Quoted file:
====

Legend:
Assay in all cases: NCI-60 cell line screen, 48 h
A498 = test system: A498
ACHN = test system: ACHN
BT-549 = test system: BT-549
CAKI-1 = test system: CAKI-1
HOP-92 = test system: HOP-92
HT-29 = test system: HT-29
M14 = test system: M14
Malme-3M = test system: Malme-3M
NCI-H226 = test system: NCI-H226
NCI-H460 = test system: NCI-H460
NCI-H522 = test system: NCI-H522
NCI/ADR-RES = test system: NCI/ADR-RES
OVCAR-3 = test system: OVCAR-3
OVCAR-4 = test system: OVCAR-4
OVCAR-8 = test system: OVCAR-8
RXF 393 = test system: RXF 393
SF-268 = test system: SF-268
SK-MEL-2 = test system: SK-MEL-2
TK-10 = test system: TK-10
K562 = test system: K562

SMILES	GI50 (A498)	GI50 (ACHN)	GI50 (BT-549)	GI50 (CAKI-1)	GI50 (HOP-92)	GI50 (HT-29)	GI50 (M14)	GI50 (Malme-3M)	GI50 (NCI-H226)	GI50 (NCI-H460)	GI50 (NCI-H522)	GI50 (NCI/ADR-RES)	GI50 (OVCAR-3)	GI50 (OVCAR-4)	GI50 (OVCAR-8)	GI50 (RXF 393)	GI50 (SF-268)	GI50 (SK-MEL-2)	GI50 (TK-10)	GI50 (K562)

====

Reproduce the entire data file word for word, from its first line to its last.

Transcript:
Legend:
Assay in all cases: NCI-60 cell line screen, 48 h
A498 = test system: A498
ACHN = test system: ACHN
BT-549 = test system: BT-549
CAKI-1 = test system: CAKI-1
HOP-92 = test system: HOP-92
HT-29 = test system: HT-29
M14 = test system: M14
Malme-3M = test system: Malme-3M
NCI-H226 = test system: NCI-H226
NCI-H460 = test system: NCI-H460
NCI-H522 = test system: NCI-H522
NCI/ADR-RES = test system: NCI/ADR-RES
OVCAR-3 = test system: OVCAR-3
OVCAR-4 = test system: OVCAR-4
OVCAR-8 = test system: OVCAR-8
RXF 393 = test system: RXF 393
SF-268 = test system: SF-268
SK-MEL-2 = test system: SK-MEL-2
TK-10 = test system: TK-10
K562 = test system: K562

SMILES	GI50 (A498)	GI50 (ACHN)	GI50 (BT-549)	GI50 (CAKI-1)	GI50 (HOP-92)	GI50 (HT-29)	GI50 (M14)	GI50 (Malme-3M)	GI50 (NCI-H226)	GI50 (NCI-H460)	GI50 (NCI-H522)	GI50 (NCI/ADR-RES)	GI50 (OVCAR-3)	GI50 (OVCAR-4)	GI50 (OVCAR-8)	GI50 (RXF 393)	GI50 (SF-268)	GI50 (SK-MEL-2)	GI50 (TK-10)	GI50 (K562)